Good morning everyone! I write to you on the morning of my first day in Exeter – a beautiful little city on the Southwestern coast of England. My name is Julian Kadolph! I am a 4th year English Major with minors in Creative Writing and Arts and Entertainment Technology (AET). There are already several differences that I have noticed while in England and, I suppose, that will be what I focus on today!
Here at the University of Exeter I will be studying English Literature as part of the college of Humanities (already a slight difference from our College of Liberal Arts). I will be taking sixty hours of classes during the week! But don’t be too alarmed – I only have three classes (or modules, as they’re called). My first class is a fairly simple introduction to Study Abroad called The British Semester. This class is considered 15 hours, but I have no idea where that time is going. My theory is that they have included outside of class time in this amount. My second class, Rethinking Shakespeare, is also 15 hours long. My final class is a Creative Writing Dissertation in which I will write a collection of short stories over the course of six months (so be on the lookout for that on shelves soon 😉). This is the largest of my classes, totaling 30 hours.
I had a cup of coffee the other morning, but instead of filtering it, the beans were in the cup and you drank through a lid with a thin filter on it. Already a break form the norm. I paid £2.60 for it and was given 40 pence in return while riding the train. Now, money comes in some interesting forms; whereas, in the US we have one dollar bills, you can’t expect to receive a one pound note – rather, a pound coin! Sometimes you may get a two pound coin, but I have yet to find the elusive piece. Final bit about money, a quid is the same thing as a pound, just like a buck is the same as a dollar.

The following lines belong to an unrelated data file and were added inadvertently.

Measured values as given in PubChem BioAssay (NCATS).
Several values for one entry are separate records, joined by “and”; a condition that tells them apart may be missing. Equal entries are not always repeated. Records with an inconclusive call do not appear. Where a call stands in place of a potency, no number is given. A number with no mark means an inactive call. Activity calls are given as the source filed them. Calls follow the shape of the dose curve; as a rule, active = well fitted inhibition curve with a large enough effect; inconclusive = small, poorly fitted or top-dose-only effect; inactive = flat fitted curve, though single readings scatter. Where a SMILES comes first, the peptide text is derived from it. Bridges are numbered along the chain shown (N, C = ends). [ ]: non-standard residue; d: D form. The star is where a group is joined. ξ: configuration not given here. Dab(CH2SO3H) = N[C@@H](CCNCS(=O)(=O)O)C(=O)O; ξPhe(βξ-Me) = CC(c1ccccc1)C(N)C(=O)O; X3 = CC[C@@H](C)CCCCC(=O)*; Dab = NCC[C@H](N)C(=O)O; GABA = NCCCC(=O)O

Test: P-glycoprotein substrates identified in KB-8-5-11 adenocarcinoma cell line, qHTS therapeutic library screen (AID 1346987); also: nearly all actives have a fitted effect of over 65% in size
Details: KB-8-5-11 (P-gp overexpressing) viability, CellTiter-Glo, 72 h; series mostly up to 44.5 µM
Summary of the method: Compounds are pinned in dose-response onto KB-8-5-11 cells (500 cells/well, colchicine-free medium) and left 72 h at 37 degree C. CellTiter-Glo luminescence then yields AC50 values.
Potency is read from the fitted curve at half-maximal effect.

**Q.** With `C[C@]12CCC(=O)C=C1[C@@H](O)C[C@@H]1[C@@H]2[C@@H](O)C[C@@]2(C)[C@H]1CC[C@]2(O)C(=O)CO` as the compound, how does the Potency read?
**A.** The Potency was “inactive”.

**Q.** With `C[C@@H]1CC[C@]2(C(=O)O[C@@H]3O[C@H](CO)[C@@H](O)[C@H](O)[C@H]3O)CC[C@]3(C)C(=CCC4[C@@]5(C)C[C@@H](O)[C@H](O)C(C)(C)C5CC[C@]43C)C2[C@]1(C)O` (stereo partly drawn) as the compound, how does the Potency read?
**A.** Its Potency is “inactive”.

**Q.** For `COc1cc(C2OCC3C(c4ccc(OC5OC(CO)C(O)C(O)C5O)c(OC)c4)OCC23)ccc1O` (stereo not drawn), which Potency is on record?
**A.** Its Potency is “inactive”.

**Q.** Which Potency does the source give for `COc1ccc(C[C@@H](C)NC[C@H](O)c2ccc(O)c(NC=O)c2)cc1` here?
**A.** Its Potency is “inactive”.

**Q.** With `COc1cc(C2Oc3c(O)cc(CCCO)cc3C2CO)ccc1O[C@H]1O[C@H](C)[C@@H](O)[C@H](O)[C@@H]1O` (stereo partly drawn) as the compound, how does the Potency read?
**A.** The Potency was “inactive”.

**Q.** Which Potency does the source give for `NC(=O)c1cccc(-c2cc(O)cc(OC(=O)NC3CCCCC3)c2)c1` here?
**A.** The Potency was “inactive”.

To be expected, cars drive in the opposite direction from home. Not to say that this has been a big change, but it is noticeable in the way that people walk. Most of the time while in Texas, folks will walk on the right side of the sidewalk or walkway, because this is similar to how people drive. Inversely, people here in Exeter walk on the right side of the path unlike their cars that drive on the left. Even my Australian flatmate Finley is just as confused, stating that in Australia the cars drive on the left and the people walk there too. Took me a bit of time on this one.
Speaking of walkways, the most noticeable difference already in my few days here has to be the size of everything – specifically, how compact everything is. For example, the sidewalks (or pavements) are thin and so are the roads. This makes for easy crossing! Here’s another example: you know how you can go to an HEB in Austin and in almost any aisle you can stand with two or three carts side-by-side? Well, boy-howdy let me tell you something folks, that is not the case. I stopped at a store called Tesco to buy some groceries and you’d be hard-pressed to fit more than two people next to each other in an aisle. I guess that the phrase Everything’s bigger in Texas holds true!
Almost everything, that is…
Except for the bread! The bread is honestly the size of Texas Toast – and that’s the generic brands!
Thank you to everyone that helped me make this possible!
We’ll see y’all later, friends!
This post was contributed by Julian Kadolph, a 2019 Global Ambassador.
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